Bartok's two sonatas for violin and piano make no attempt to sweet-talk listeners into loving them. With their abrasive harmonies, jagged themes, and atonality only a fraction of an inch away, they ask a lot from both performers and audiences. But Bartok wrote them in the early 1920s at a time when his creative powers were at white heat, firing off one innovative idea after another.
BARTOK: The Complete Music for Violin and Piano, V. 1: Sonatas Nos.1 and 2 for Violin and Piano; Rhapsodies Nos.1 and 2 for Violin and Piano; Andante for Violin and Piano. James Ehnes (violin), Andrew Armstrong (piano). Chandos, CD or download.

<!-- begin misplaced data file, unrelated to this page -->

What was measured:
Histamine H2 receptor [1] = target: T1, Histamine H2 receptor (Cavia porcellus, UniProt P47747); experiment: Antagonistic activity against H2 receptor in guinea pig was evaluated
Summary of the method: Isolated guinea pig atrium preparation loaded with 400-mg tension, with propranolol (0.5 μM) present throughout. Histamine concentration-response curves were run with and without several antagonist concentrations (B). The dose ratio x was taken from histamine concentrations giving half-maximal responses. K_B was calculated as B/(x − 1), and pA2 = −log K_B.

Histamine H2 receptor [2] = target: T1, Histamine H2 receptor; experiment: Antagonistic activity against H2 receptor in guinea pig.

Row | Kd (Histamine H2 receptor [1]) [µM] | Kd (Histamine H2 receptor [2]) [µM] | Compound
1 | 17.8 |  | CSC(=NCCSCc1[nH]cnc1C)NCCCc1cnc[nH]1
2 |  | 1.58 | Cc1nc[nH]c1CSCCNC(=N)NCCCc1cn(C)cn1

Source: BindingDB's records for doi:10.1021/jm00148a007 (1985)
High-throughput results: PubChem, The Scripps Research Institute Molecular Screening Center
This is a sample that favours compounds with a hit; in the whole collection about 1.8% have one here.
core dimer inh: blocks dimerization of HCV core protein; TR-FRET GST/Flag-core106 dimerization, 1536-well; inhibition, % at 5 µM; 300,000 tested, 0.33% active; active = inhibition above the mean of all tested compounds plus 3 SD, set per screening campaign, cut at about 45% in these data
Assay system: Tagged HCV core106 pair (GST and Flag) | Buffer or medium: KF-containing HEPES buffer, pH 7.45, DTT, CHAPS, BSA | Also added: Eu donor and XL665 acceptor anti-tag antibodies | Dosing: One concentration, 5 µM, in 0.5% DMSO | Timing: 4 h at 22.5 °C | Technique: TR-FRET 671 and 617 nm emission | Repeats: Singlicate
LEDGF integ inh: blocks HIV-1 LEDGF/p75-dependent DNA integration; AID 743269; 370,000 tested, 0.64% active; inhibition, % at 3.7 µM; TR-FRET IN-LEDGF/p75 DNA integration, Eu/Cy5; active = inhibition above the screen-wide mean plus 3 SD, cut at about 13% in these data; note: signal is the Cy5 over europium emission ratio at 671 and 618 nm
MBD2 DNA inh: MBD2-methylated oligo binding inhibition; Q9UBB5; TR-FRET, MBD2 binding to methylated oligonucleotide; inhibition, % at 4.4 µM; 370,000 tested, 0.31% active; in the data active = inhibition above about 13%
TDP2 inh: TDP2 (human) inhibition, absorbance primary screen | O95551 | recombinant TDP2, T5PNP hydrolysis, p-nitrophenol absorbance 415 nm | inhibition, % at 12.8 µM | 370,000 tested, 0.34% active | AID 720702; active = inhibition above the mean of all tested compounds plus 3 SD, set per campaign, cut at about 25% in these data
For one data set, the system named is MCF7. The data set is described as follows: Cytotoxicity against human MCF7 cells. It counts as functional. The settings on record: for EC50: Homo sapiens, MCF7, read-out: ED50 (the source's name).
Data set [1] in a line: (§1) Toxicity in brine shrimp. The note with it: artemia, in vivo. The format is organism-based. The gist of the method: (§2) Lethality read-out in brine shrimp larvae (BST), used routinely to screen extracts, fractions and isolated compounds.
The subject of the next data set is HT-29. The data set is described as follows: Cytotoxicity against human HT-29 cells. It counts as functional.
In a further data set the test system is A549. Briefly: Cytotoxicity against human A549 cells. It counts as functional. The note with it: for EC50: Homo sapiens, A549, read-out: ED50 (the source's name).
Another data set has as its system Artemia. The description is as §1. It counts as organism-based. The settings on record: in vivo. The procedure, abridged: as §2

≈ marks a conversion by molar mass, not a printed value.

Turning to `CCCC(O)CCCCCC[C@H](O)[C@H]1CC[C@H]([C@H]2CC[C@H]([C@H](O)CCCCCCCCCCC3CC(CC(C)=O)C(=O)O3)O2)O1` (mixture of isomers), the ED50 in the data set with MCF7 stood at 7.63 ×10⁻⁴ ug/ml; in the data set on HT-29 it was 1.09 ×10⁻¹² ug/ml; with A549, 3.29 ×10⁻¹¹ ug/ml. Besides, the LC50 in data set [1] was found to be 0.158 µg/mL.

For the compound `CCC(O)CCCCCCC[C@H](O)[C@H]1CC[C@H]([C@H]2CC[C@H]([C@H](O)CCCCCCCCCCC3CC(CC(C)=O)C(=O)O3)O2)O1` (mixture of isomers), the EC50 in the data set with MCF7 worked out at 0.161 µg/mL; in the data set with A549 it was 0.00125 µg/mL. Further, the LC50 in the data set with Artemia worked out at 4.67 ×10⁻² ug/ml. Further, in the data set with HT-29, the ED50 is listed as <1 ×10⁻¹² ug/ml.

When listening to these two pieces it is impossible not to feel and share Bartok's own excitement as he found new ways to fuse the Hungarian folk music he loved with brand-new compositional techniques. The result, in a sympathetic performance that is up to the music's fierce demands, is thrilling listening.
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